Southern Baptist worship today bears the influence of both traditions. Charleston influence can be seen in the set order of worship, formality and dignity, hymns focusing on God, and sermons characterized by learning and piety, head and heart. Sandy Creek influence manifests itself in gospel hymns and songs focusing on the spiritual state of the worshiper, extemporaneous prayers, folksy informality, and fiery evangelistic sermons that leave ample room, even if carefully prepared, for spontaneous improvisation prompted by the Holy Spirit.
A typical (if there is such a thing) Southern Baptist worship service in the mid/late twentieth century would look like this:
The last ten years have seen two major developments in Southern Baptist worship. The first movement, found mostly in Charleston-tradition churches, has begun to draw upon the worship tradition of the larger ecumenical church. The congregations in this movement celebrate the major seasons of the Christian year (Advent, Lent, Easter, Pentecost). They make considerable use of symbols and other visual enhancements in worship such as banner art and sacred dance, celebrate Communion more often, and often include two Scripture readings. While the sermon is still central in these congregations, other features of worship take on an inherent importance rather than being simply “preliminaries” ancillary to the sermon.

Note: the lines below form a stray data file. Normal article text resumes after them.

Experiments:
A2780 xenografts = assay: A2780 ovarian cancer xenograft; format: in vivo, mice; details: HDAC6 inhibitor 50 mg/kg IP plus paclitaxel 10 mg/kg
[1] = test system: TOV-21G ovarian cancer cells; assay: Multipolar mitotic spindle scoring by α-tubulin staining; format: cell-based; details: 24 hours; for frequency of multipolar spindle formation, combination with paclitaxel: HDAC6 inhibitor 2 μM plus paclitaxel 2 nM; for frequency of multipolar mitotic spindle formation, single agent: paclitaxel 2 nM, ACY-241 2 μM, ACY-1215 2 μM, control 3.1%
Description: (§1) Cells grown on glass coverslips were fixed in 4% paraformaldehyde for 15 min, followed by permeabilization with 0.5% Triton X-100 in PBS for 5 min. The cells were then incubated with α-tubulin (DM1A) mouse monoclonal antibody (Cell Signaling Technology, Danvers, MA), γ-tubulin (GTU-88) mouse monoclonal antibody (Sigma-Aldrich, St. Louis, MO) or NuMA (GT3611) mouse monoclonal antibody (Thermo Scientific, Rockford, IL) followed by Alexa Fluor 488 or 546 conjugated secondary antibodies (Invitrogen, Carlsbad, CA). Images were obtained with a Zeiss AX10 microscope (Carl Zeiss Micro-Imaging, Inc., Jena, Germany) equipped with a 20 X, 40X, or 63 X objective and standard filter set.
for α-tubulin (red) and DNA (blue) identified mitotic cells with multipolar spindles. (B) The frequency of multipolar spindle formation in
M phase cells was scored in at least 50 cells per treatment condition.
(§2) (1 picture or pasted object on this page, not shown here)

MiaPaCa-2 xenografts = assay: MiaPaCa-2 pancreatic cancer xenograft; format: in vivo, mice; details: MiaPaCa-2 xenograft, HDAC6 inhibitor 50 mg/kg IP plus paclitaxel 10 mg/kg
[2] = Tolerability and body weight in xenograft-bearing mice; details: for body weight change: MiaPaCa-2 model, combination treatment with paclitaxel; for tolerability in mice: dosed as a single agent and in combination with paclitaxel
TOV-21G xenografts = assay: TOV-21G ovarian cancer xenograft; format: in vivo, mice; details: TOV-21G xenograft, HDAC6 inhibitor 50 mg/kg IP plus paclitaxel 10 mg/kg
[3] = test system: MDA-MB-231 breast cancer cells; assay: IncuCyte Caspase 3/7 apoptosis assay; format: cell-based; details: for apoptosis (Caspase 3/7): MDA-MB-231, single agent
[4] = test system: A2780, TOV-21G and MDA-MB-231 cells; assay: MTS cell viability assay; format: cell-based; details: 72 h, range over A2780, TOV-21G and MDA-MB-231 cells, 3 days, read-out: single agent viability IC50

The second movement is found mostly in conservative churches of the Sandy Creek tradition. It has been influenced by televised religion, the praise-and-worship movement, and the church growth movement. Worship is comprised of the song service, which includes the singing of many choruses and gospel songs as well as solo performances, and the preaching service, which includes the sermon and the invitation. Overhead projectors and other visual media are used to project song texts and sermon outlines. Hymn books are little used; set liturgy is nonexistent. The worship is performance and entertainment oriented, the solo and sermon being the main attractions. This movement seeks to make worship “user-friendly”—accessible and enjoyable to anyone who comes regardless of religious background. Denominational distinctiveness is minimized.
Both movements are considered “renewal” movements by their practitioners. Both are a response to a changing American religious culture where denominational lines are being blurred by social mobility. Both are trying to breathe new life into Baptist forms, some of which are becoming as ritualized as the Anglican worship that Baptists first sought to reform.
The ecumenically influenced movement responds by becoming ecumenical or multi-denominational. It also entails a recovery of the historic roots of Christian worship in the New Testament and early church period. Its weakness is a tendency toward aestheticism and theological obscurantism.
The praise and evangelism movement responds by becoming post-, non-, or anti-denominational. It is fueled by intense desire to reach the unchurched and those disaffected by mainstream religion. Its adherents try to eliminate the “strangeness” of liturgy that becomes a barrier to the visitor and seeker. Its weaknesses are a proneness to reduce worship to entertainment and accommodate worship to the whims of American consumer culture. Worship then becomes a blend of Christianity, patriotism, self-help psychology, and self-help and feel-good religion.
Possibilities for furthering worship renewal in Southern Baptist congregations include the following: